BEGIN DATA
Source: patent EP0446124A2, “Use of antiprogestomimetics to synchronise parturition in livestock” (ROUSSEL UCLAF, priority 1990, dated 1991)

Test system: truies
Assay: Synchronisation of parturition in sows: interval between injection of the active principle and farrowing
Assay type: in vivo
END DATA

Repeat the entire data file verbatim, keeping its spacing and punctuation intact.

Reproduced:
Source: patent EP0446124A2, “Use of antiprogestomimetics to synchronise parturition in livestock” (ROUSSEL UCLAF, priority 1990, dated 1991)

Test system: truies
Assay: Synchronisation of parturition in sows: interval between injection of the active principle and farrowing
Assay type: in vivo